Divorced With Teens? 4 Ways To Help Them Cope.

Helping teens deal with parents’ divorce
Divorce_Teen

Many divorcing parents put all their attention on helping their younger children cope while assuming their teenager will understand and adapt. Unfortunately, studies have shown that in many cases teens will deal with divorce in more self-destructive and dangerous ways than younger children. Don’t be misled by their seeming independence and self-sufficiency. Often, behind that mask lie deep insecurity, anxiety, mistrust and fear.

Typically, teens fall into one of two areas of concern – internalizing and isolation or acting out and aggression.  Some teens turn inward, hardly talk to you, lose interest in school, start exploring drug or alcohol use and demonstrate a detached, “whatever” type of attitude.

Others start getting defensive, develop angry outbursts, curse and talk back. Pushing you away and “leave me alone” responses or physical reactions such as punching walls or throwing objects can create great tension and fear in the home.

These children need and are craving more attention, as well as structure and supervision in their lives. They see the chaos of the divorce as an excuse to express their frustration and repressed anger. How you respond will play a big part in creating more positive outcomes.

Here are four important steps you can take to bring your family closer together during these challenging times:

1. Maintain family routines.
Try as much as possible to keep up with school, sports, clubs, curfews and other routines that were part of your teen’s life. Having meals and other experiences together helps to cement the bond that we are still a family and care about one another.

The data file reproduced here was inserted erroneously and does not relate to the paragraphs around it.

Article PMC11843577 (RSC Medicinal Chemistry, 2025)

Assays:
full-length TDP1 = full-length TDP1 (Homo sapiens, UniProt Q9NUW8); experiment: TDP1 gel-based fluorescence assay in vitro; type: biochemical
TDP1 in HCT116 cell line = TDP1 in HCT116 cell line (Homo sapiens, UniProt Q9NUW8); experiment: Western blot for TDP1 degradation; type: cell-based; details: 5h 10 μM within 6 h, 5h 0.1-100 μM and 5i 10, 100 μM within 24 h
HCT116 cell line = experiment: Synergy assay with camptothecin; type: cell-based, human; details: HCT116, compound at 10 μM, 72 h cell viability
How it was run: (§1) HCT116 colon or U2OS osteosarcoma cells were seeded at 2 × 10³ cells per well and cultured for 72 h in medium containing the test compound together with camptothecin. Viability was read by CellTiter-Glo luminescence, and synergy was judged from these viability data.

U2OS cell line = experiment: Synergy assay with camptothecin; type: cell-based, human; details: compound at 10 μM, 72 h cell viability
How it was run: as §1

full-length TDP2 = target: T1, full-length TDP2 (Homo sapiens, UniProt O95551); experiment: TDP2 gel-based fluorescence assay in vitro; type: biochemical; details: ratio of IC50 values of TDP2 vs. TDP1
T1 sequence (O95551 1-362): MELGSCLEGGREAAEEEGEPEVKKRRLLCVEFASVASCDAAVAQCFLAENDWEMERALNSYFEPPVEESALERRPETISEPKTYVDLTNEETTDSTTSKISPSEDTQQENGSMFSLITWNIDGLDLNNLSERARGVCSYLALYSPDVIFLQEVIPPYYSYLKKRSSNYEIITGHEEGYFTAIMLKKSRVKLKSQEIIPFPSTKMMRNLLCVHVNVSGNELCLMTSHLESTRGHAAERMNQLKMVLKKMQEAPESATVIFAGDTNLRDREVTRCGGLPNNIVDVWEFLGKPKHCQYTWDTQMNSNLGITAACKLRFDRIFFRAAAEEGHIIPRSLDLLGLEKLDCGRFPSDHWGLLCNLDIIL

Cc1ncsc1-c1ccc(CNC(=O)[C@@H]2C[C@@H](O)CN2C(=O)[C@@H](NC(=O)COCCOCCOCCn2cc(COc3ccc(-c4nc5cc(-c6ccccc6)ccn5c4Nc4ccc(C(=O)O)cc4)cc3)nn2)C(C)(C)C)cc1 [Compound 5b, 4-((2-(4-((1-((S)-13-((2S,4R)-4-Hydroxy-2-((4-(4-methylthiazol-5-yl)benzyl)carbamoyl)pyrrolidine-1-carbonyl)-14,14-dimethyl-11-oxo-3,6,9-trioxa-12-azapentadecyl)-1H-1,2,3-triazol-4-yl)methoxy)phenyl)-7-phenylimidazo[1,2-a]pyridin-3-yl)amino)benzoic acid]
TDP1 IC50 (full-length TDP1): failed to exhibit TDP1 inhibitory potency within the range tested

2. Reinforce your love. Remind your teen, just like your younger children, that the divorce is in no way their fault or responsibility. Tell them how much you love and value them and that you will always be there for them. Teens are often embarrassed to talk about their feelings. Open the door to conversations and when your teen does talk, be sure to listen rather than lecture.

3. Be a true role model. When you respond thoughtfully rather than react emotionally to a challenge you are modeling healthy ways to handle tough situations. This is valuable for your own well-being and demonstrates positive ways of processing your feelings. Above all, never bad-mouth their other parent or confide adult content to your teen. The results are always destructive.

4. Create positive new experiences. Encourage your teen’s friends to come over for pizza and video nights. Redecorate a room together. Adopt a new pet or take a mini vacation together to a family fun spot you haven’t visited before. This sets the stage for new beginnings and happy memories post-divorce as your family starts a new chapter in their lives.

Never underestimate the impact of divorce on your children – especially your more independent teens. Behind their reassurance might be a deep well of untapped confusion and pain. Be there … watch … listen … and observe your teen while modeling the best behavior you can. Divorce is never easy. But it can be a positive life lesson for everyone in the family when handled from that perspective. The more responsibly you behave, the easier it will be for your teen to adapt to the changes and challenges of your divorce.


About The Author

Rosalind Sedacca is the founder of the Child-Centered Divorce Network and author of the ebook, ‘How Do I Tell the Kids about the Divorce? A Create-a-Storybook Guide to Preparing Your Children – with Love!’ Rosalind provides telephone coaching services on parenting skills during and after divorce. She also offers teleseminars and a comprehensive audio coaching program for parents. Follow her on Twitter @RosalindSedacca, like Child Centered Divorce Network on Facebook, or visit childcentereddivorce.com.

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